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Michigan House Reforms Legislators’ Pension Plan

February 26, 2010

The Michigan House of Representatives recently passed a bill to stop covering retirement health care benefits for future legislators age 55 and older, a measure seen as symbolic burden-sharing by the legislature.

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The Michigan House of Representatives recently passed a bill to stop covering retirement health care benefits for future legislators age 55 and older, a measure seen as symbolic burden-sharing by the legislature.

Current Michigan lawmakers and their spouses with at least six years of service are eligible to join the Legislative Retirement System. The bill, passed February 2, removes the eligibility for legislators elected in November of 2010.

‘It’s Largely Symbolic’

The bill, sponsored by state Rep. Dian Slavens (D-Canton Township), is now under consideration in the Senate, which has blocked efforts to include current lawmakers in the exclusion.

Jack McHugh, the Michigan-based Mackinac Center for Public Policy’s senior legislative analyst, thinks the bill is largely an example of political gamesmanship.

“There's been a little bit of gameplaying going on for several years, where there's no real controversy about this thing, but bills get introduced every session, some of which have eliminated health care insurance for present lawmakers, some for future only, and some for present and future, and somehow they never get around to resolving the difference,” McHugh said.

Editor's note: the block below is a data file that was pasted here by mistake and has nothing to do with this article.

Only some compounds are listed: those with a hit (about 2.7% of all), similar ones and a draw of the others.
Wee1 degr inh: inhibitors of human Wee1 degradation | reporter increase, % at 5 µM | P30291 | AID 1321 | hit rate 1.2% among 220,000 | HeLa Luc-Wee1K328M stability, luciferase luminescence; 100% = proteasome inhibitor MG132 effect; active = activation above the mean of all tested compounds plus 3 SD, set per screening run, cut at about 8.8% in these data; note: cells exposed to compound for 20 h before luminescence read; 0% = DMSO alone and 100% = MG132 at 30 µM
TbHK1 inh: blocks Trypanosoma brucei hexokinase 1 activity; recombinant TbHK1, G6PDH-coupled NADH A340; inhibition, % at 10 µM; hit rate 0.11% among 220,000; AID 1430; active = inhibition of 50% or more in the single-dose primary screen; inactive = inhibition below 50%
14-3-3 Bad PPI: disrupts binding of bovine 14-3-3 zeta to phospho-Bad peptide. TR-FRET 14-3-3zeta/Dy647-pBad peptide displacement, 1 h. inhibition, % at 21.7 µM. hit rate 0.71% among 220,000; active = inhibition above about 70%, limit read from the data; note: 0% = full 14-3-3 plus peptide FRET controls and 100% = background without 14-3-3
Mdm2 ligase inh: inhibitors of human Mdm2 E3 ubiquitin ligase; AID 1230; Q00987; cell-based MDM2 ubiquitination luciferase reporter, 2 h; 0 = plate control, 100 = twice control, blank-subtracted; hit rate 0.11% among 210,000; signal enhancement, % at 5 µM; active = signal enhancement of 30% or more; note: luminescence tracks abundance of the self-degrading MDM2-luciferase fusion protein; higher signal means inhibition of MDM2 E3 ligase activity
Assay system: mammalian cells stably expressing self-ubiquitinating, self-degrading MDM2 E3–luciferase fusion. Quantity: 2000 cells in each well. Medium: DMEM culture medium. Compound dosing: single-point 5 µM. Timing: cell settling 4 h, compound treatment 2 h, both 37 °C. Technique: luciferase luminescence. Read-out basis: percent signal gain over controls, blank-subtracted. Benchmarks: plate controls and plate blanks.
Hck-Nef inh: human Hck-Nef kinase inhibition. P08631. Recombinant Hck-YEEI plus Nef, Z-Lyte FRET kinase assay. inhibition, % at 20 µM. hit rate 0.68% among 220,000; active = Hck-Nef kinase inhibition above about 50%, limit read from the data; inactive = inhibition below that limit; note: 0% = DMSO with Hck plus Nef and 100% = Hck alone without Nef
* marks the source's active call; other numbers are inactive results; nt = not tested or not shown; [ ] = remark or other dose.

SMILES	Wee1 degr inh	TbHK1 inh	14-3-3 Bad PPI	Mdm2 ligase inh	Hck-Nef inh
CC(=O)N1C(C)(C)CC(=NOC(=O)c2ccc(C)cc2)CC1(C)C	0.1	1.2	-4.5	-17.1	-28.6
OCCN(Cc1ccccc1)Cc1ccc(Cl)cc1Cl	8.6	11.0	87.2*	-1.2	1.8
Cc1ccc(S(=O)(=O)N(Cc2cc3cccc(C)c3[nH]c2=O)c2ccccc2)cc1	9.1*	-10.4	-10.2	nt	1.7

McHugh says although legislators could not agree on how far to go in the past and thus the bills failed, if the current measure comes to a vote on the Senate floor it will pass.

“There are a few million dollars here, but it’s largely symbolic and low-impact,” McHugh said.

Big Spending Gap

Michigan Governor Jennifer Granholm (D) recently proposed increasing the state employee health insurance contribution, while Senate Republicans have proposed deeper cuts in employee benefits and pay. McHugh reports the governor claims her proposal will save roughly a half billion dollars annually. The Republicans say their plan will save approximately $2 billion. 

“The reality is that Michigan is looking at somewhere around a $1.5 billion gap between desired spending and expected revenue, and both parties have proposed reforms that mean reductions in government employee benefits,” McHugh said.

Joel Noble, director of health care policy at Health Care Sharing Ministries in Illinois, is glad legislators are at least paying attention to the issue.

“It’s kind of surprising for Michigan to do this, and it could take a while for other states to follow suit. It sends a message even if the savings from this step are relatively small,” Noble said.

Loren Heal (loren.heal@gmail.com) writes from Neoga, Illinois.

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Health Care
Author
Loren Heal (loren.heal@gmail.com) is a research programmer at the University of Illinois at Urbana-Champaign and a reporter for The Heartland Institute.
loren.heal@gmail.com @lheal